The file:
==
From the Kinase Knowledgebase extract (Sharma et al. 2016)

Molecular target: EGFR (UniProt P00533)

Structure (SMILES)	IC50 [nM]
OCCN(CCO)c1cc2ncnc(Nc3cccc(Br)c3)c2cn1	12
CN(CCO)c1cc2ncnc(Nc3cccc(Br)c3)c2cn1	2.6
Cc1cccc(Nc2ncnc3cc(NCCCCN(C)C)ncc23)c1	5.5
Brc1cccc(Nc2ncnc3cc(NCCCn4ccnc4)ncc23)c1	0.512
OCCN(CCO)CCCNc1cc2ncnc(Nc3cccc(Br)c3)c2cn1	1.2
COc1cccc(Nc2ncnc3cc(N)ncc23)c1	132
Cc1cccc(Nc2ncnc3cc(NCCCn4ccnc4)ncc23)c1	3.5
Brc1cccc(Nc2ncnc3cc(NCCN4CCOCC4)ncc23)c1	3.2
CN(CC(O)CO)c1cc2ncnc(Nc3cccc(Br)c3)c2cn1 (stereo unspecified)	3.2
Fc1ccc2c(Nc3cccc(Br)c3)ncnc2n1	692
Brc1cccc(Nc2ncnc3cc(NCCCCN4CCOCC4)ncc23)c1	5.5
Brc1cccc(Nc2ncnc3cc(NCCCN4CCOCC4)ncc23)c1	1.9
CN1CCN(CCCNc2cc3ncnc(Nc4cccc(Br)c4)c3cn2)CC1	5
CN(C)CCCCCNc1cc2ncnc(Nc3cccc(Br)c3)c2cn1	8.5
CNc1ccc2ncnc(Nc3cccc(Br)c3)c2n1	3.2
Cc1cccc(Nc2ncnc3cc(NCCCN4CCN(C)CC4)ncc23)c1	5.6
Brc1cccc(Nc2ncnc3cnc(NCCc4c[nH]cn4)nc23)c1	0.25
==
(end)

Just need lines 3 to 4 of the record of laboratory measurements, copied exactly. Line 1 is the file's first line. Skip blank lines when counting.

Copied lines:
Structure (SMILES)	IC50 [nM]
OCCN(CCO)c1cc2ncnc(Nc3cccc(Br)c3)c2cn1	12